France fails to uphold human rights of Tahiti prisoners, rules European court

Nuutania prison in Tahiti ... severe overcrowding. Image: Juniart/RNZ/FR24

By RNZ Pacific

France has been found guilty of breaching the human rights of prisoners in French Polynesia by treating them in a degrading manner.

The European Court of Human Rights also found that France failed to remedy conditions despite urgent orders by local judges.

A total of 32 inmates had taken legal action against France in 2016, including eight in Tahiti who decried the severe overcrowding at the Nuutania prison in Tahiti.

READ MORE: Human rights for prisoners

With four inmates forced to share cells measuring between eight and 12 square metres, they complained about unhygienic conditions, foul smells and the presence of vermin.

The court took into account information from the European Committee for the Prevention of Torture and Inhuman or Degrading Treatment or Punishment.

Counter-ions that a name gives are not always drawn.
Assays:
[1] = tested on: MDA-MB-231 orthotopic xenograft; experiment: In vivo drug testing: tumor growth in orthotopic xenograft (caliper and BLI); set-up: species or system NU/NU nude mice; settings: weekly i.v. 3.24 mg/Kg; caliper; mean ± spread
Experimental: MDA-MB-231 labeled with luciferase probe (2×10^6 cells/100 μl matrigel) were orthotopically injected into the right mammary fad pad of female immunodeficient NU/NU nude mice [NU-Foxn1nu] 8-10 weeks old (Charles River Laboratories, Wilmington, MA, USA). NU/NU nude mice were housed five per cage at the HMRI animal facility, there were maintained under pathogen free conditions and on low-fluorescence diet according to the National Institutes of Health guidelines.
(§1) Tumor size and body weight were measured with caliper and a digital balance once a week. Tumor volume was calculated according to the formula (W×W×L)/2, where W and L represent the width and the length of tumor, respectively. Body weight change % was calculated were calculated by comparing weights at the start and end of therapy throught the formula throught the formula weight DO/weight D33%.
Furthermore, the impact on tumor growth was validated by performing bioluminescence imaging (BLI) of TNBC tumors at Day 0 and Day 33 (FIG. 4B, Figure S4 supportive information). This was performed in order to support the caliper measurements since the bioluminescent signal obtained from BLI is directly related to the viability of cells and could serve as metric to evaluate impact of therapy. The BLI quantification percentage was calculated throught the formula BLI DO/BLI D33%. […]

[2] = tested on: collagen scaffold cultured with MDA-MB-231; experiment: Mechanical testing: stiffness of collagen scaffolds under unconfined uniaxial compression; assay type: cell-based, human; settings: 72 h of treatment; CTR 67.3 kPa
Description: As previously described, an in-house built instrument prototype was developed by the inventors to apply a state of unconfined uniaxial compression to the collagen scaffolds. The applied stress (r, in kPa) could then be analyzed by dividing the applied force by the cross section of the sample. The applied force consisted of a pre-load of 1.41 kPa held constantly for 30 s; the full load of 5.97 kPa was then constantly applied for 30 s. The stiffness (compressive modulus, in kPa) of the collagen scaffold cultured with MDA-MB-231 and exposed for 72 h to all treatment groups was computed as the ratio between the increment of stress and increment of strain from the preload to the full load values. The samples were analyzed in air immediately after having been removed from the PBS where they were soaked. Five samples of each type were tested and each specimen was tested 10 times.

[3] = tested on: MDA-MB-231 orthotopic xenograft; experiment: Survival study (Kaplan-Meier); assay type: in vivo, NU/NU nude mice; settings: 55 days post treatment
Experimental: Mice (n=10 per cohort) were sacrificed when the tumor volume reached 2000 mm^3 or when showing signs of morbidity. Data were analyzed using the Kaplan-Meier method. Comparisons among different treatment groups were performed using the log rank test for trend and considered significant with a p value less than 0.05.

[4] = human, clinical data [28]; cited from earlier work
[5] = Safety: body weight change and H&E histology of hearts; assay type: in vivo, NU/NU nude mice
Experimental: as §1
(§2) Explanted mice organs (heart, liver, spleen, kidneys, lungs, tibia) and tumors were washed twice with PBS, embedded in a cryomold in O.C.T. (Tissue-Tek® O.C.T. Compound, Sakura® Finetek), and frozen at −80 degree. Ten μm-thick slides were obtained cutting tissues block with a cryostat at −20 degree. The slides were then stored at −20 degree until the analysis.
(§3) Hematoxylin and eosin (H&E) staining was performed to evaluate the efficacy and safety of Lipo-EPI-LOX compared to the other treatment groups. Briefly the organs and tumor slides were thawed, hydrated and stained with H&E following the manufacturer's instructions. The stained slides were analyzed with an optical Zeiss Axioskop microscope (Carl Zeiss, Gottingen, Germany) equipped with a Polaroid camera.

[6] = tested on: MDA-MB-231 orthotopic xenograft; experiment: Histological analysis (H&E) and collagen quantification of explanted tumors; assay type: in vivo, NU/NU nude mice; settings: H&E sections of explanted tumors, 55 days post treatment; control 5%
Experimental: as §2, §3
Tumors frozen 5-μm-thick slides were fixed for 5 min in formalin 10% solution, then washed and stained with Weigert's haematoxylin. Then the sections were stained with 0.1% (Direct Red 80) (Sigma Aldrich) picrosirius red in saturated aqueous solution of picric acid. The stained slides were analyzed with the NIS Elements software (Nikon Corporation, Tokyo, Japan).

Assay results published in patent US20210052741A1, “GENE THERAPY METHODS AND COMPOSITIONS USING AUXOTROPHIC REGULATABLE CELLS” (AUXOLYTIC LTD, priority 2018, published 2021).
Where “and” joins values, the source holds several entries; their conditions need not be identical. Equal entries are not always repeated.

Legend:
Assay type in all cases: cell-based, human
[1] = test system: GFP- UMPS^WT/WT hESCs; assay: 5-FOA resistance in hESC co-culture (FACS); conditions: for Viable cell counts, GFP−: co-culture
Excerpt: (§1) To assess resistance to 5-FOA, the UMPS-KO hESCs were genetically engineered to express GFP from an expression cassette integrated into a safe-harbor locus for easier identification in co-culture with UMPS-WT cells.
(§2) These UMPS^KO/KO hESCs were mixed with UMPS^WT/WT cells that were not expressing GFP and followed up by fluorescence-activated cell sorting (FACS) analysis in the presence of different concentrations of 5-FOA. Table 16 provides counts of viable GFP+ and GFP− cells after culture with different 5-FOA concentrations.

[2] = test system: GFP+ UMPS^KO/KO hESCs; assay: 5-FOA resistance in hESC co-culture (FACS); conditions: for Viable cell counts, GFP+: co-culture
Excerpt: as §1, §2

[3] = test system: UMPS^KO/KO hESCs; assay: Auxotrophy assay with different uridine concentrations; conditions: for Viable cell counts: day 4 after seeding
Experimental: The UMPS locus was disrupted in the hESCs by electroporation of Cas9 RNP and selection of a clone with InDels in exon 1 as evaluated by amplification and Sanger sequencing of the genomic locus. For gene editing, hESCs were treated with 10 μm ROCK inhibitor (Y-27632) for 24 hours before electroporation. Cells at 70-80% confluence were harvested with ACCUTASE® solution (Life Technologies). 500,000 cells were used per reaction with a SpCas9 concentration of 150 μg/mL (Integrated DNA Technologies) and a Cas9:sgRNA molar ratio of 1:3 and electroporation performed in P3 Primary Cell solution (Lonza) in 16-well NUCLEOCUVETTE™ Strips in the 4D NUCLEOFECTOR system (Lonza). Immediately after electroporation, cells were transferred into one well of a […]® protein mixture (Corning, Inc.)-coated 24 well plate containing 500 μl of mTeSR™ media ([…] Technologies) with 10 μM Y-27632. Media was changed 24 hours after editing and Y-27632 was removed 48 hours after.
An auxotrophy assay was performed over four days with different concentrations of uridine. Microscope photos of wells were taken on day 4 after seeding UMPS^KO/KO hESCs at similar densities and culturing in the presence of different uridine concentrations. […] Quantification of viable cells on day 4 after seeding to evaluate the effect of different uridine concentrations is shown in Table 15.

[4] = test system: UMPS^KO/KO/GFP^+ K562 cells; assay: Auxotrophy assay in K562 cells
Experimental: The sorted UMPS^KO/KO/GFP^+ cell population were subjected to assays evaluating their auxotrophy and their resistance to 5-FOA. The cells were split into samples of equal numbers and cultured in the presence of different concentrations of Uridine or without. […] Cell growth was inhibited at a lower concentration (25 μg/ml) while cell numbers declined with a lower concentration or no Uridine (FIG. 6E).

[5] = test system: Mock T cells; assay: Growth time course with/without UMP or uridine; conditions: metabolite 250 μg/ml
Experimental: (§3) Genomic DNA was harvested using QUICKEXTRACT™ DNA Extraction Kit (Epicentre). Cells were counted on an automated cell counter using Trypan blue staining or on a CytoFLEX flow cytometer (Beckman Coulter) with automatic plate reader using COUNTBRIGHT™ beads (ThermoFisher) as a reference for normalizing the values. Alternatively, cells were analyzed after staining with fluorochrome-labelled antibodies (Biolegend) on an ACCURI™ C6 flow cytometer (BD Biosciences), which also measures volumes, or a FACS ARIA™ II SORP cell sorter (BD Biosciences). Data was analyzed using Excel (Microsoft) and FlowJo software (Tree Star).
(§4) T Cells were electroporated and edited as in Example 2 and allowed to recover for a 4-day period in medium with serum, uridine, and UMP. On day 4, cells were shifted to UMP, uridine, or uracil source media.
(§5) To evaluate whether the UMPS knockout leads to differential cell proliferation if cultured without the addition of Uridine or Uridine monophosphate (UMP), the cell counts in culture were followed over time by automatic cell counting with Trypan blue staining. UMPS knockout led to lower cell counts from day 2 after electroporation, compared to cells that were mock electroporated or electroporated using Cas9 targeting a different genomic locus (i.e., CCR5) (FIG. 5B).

As France failed to confirm the size of the cells and the numbers in them, the court in Strasbourg concluded that the observations by the prisoners were not refuted.

It ordered the French government to pay the inmates up to US$27,000 each in damages.

This article is republished under the Pacific Media Centre’s content partnership with Radio New Zealand.

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